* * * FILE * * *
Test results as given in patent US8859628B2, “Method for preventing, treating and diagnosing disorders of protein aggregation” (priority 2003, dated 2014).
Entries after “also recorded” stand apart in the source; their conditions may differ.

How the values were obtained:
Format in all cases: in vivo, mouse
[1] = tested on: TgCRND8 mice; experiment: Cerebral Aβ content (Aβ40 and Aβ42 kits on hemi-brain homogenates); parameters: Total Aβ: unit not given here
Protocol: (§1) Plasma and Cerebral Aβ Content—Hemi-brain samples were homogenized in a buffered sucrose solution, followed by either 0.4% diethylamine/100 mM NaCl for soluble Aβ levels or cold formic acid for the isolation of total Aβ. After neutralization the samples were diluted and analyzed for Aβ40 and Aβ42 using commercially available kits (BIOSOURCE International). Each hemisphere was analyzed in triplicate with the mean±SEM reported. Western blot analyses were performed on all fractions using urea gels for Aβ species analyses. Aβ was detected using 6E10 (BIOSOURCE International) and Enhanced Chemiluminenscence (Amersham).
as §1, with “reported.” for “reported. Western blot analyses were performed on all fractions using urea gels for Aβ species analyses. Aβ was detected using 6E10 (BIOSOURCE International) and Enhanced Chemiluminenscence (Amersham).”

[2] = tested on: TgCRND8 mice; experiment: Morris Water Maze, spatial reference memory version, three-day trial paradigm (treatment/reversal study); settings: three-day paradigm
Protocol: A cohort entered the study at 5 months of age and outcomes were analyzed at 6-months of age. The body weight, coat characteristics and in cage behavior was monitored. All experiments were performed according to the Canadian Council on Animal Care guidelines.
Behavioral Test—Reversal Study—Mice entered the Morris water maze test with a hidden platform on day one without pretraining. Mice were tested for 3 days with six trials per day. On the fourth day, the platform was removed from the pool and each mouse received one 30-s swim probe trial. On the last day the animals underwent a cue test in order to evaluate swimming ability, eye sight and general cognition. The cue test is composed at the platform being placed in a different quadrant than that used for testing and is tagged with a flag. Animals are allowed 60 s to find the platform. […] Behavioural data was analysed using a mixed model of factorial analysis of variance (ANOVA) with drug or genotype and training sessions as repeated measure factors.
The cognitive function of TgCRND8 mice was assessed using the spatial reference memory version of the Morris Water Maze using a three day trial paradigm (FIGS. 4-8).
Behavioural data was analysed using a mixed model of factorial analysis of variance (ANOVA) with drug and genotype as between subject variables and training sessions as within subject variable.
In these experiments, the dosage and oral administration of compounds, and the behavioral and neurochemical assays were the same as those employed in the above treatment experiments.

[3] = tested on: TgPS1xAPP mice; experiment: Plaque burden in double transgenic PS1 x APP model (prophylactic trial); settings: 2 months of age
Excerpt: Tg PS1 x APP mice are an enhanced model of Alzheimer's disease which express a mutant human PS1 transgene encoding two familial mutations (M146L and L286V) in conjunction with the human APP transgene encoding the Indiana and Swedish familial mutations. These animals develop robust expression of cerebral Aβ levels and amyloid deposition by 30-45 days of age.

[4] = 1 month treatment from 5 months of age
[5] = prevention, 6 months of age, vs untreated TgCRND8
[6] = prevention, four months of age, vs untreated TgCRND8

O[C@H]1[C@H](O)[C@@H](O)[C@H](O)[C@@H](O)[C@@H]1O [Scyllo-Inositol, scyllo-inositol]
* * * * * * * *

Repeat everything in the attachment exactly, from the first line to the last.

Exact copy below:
Test results as given in patent US8859628B2, “Method for preventing, treating and diagnosing disorders of protein aggregation” (priority 2003, dated 2014).
Entries after “also recorded” stand apart in the source; their conditions may differ.

How the values were obtained:
Format in all cases: in vivo, mouse
[1] = tested on: TgCRND8 mice; experiment: Cerebral Aβ content (Aβ40 and Aβ42 kits on hemi-brain homogenates); parameters: Total Aβ: unit not given here
Protocol: (§1) Plasma and Cerebral Aβ Content—Hemi-brain samples were homogenized in a buffered sucrose solution, followed by either 0.4% diethylamine/100 mM NaCl for soluble Aβ levels or cold formic acid for the isolation of total Aβ. After neutralization the samples were diluted and analyzed for Aβ40 and Aβ42 using commercially available kits (BIOSOURCE International). Each hemisphere was analyzed in triplicate with the mean±SEM reported. Western blot analyses were performed on all fractions using urea gels for Aβ species analyses. Aβ was detected using 6E10 (BIOSOURCE International) and Enhanced Chemiluminenscence (Amersham).
as §1, with “reported.” for “reported. Western blot analyses were performed on all fractions using urea gels for Aβ species analyses. Aβ was detected using 6E10 (BIOSOURCE International) and Enhanced Chemiluminenscence (Amersham).”

[2] = tested on: TgCRND8 mice; experiment: Morris Water Maze, spatial reference memory version, three-day trial paradigm (treatment/reversal study); settings: three-day paradigm
Protocol: A cohort entered the study at 5 months of age and outcomes were analyzed at 6-months of age. The body weight, coat characteristics and in cage behavior was monitored. All experiments were performed according to the Canadian Council on Animal Care guidelines.
Behavioral Test—Reversal Study—Mice entered the Morris water maze test with a hidden platform on day one without pretraining. Mice were tested for 3 days with six trials per day. On the fourth day, the platform was removed from the pool and each mouse received one 30-s swim probe trial. On the last day the animals underwent a cue test in order to evaluate swimming ability, eye sight and general cognition. The cue test is composed at the platform being placed in a different quadrant than that used for testing and is tagged with a flag. Animals are allowed 60 s to find the platform. […] Behavioural data was analysed using a mixed model of factorial analysis of variance (ANOVA) with drug or genotype and training sessions as repeated measure factors.
The cognitive function of TgCRND8 mice was assessed using the spatial reference memory version of the Morris Water Maze using a three day trial paradigm (FIGS. 4-8).
Behavioural data was analysed using a mixed model of factorial analysis of variance (ANOVA) with drug and genotype as between subject variables and training sessions as within subject variable.
In these experiments, the dosage and oral administration of compounds, and the behavioral and neurochemical assays were the same as those employed in the above treatment experiments.

[3] = tested on: TgPS1xAPP mice; experiment: Plaque burden in double transgenic PS1 x APP model (prophylactic trial); settings: 2 months of age
Excerpt: Tg PS1 x APP mice are an enhanced model of Alzheimer's disease which express a mutant human PS1 transgene encoding two familial mutations (M146L and L286V) in conjunction with the human APP transgene encoding the Indiana and Swedish familial mutations. These animals develop robust expression of cerebral Aβ levels and amyloid deposition by 30-45 days of age.

[4] = 1 month treatment from 5 months of age
[5] = prevention, 6 months of age, vs untreated TgCRND8
[6] = prevention, four months of age, vs untreated TgCRND8

O[C@H]1[C@H](O)[C@@H](O)[C@H](O)[C@@H](O)[C@@H]1O [Scyllo-Inositol, scyllo-inositol]